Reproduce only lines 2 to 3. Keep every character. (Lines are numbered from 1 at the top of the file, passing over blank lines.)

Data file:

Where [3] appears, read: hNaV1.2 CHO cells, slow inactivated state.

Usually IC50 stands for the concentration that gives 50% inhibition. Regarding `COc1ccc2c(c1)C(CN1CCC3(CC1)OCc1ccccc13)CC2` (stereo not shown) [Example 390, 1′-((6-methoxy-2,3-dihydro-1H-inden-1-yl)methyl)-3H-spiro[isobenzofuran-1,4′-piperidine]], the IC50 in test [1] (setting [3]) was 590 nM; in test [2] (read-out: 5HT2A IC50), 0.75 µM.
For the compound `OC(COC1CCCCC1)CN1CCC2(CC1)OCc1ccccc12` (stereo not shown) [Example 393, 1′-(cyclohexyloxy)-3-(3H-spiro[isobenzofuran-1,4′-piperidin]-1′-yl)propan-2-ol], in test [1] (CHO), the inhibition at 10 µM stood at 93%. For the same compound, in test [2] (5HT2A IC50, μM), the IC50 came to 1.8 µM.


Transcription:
Usually IC50 stands for the concentration that gives 50% inhibition. Regarding `COc1ccc2c(c1)C(CN1CCC3(CC1)OCc1ccccc13)CC2` (stereo not shown) [Example 390, 1′-((6-methoxy-2,3-dihydro-1H-inden-1-yl)methyl)-3H-spiro[isobenzofuran-1,4′-piperidine]], the IC50 in test [1] (setting [3]) was 590 nM; in test [2] (read-out: 5HT2A IC50), 0.75 µM.
For the compound `OC(COC1CCCCC1)CN1CCC2(CC1)OCc1ccccc12` (stereo not shown) [Example 393, 1′-(cyclohexyloxy)-3-(3H-spiro[isobenzofuran-1,4′-piperidin]-1′-yl)propan-2-ol], in test [1] (CHO), the inhibition at 10 µM stood at 93%. For the same compound, in test [2] (5HT2A IC50, μM), the IC50 came to 1.8 µM.